A Beginner’s Guide to Pickleball

If you’re looking to shed a few pounds or just get in better shape, you may think you have to commit to boring treadmill workouts or take the dog for longer walks. What if, instead, you took up the fastest growing sport in the United States: Pickleball. Whether you’ve never heard of Pickleball or just wondered what all the fuss was about, we’re here with your beginner’s guide to Pickleball, so that you can join in on the fun and excitement.


The History of Pickleball

If you’ve only recently heard about Pickleball, that’s because it is a relatively new sport. Pickleball was invented in 1965 by three fathers looking to help their kids burn off some energy. The gave the children ping pong paddles and sent them out to a badminton net. When the kids talked about how much fun they had, the dads started working on additional refinements, including lowering the net to ground level, using a wiffle-type ball, making larger paddles with a band saw, and formulating rules. Thus Pickleball was born.


Where did it get that name?

You may have speculated on the origin of the name Pickleball. There are a number of conflicting stories, including the official word that one of the inventors of the game had a dog named Pickle who loved to run onto the court during games and run away with the ball, prompting the family to call the game Pickleball.


In fact, however, the wife of one of Pickleball’s inventors claims that she named the game two years before Pickle the dog came on the scene, so the dog was named after the game, not the other way around. In her version of events, Pickleball was named after “the pickle boat,” the slowest vessel in a rowing race, because of the slower pace of the game.


Growth of Pickleball

Pickleball has become popular all over the country for a variety of reasons. Unlike tennis or golf, Pickleball can be picked up quickly so that even a beginner can have a fun and satisfying game. Because the court is small, you can socialize with your fellow players fairly easily. In addition, the smaller court means that older players who used to play tennis but who now have knee, shoulder, or hip problems can stay active while putting less stress on their joints.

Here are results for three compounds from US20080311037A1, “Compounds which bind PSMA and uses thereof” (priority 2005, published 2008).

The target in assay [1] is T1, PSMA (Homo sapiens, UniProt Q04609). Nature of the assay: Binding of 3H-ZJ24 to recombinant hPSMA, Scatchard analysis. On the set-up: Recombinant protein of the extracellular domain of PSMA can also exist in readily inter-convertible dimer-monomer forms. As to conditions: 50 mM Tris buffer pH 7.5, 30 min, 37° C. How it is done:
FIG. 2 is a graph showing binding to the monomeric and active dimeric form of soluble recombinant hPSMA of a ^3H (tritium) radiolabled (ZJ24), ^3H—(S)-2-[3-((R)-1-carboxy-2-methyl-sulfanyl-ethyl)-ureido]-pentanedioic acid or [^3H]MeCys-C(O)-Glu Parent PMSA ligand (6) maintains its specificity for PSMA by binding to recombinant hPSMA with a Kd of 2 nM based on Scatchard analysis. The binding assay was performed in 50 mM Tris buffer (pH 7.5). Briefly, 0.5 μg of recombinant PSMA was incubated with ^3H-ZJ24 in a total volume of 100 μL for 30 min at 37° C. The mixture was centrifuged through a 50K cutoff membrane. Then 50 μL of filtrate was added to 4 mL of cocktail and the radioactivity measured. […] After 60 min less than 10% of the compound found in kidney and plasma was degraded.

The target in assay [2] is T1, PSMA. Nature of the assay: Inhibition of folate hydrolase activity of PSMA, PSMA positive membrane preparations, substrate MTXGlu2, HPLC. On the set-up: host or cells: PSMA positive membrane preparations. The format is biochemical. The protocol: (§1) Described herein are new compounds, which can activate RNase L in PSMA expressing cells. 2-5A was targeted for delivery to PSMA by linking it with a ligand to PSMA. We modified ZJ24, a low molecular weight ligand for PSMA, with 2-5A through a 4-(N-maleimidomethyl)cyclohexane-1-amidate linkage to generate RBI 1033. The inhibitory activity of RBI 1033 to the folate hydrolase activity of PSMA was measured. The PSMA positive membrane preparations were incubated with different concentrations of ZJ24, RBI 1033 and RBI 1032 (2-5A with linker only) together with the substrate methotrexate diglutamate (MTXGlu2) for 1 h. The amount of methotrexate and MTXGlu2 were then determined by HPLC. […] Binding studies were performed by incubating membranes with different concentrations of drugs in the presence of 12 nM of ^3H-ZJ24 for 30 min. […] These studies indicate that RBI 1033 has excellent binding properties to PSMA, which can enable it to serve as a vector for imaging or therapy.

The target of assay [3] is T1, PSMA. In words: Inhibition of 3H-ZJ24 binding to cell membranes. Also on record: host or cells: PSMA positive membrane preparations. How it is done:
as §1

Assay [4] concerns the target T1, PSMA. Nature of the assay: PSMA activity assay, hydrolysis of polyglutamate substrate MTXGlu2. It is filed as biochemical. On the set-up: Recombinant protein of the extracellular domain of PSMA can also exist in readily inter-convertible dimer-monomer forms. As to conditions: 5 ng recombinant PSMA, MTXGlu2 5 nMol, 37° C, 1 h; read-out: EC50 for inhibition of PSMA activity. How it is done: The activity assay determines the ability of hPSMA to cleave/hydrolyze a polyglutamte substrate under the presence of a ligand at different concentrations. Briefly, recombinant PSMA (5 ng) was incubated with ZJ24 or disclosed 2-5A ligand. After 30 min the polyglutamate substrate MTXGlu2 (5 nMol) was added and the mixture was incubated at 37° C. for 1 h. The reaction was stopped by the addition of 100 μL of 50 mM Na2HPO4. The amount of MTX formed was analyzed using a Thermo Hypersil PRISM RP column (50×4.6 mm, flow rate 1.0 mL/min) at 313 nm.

Getting Started Playing Pickleball

What You Need to Play Pickleball

All you’ll need to get started is a paddle, pickleball, clothes that are easy to move in, comfortable shoes, and a place to play. You’ll find both indoor and outdoor Pickleball courts, so you can enjoy a game any time of year, no matter the weather.


How to Reserve a Pickleball Court

When you arrive, find out how players are choosing courts. In some places, players put their paddles in a bucket to reserve a court. Some courts have sign-up sheets where players can schedule a game. Check with your court to find out how to reserve a court or when they hold open play times.


Pickleball Etiquette

Pickleball can be played as singles or doubles matches, with doubles being the most common. Because it is a social game, be sure to greet the other players at the beginning of the game, introducing yourself if it is open play and you don’t know the others. Compliment fellow players on good shots and give them a “Good game” at the end.


Everyone operates on the honor system in a Pickleball game, so everyone acts as their own referee. Be honest with your calls and respectful of the calls by your opponents. Before playing Pickleball, familiarize yourself with the rules of the game in order to ensure that you are prepared.


Make Your Pickleball Games More Social

Pickleball is already a social game, but you can make it even more fun when you amp up the social aspect.

  • Consider planning a potluck brunch or lunch before or after your Pickleball game.

  • Take turns bringing snacks and drinks to share with your fellow players.

  • Plan a multi-generational Pickleball tournament and get the kids and grandkids in on the action.

  • Check for Pickleball courts when you travel for vacation or over the holidays to stay active and meet new players.

  • Consider entering a Pickleball tournament and take your game to the next competitive level.

There’s a reason Pickleball has been called “highly contagious.” Adding an additional social component to your active lifestyle is good for your health, both physically and emotionally. In fact, the community aspect and physical activity of Pickleball makes it a perfect lifestyle addition for anyone look to live the Blue Zone Lifestyle.



Interested in learning more about Pickleball or other activities at your Del Webb community? Check with your Lifestyle Director to keep up with all of the fun events and activities happening both inside and outside your neighborhood.



Contributed to The 55+ Society by Christy Murdock Edgar

Looking for more Society tips and learnings? Return Home here.

Published 7.11.19

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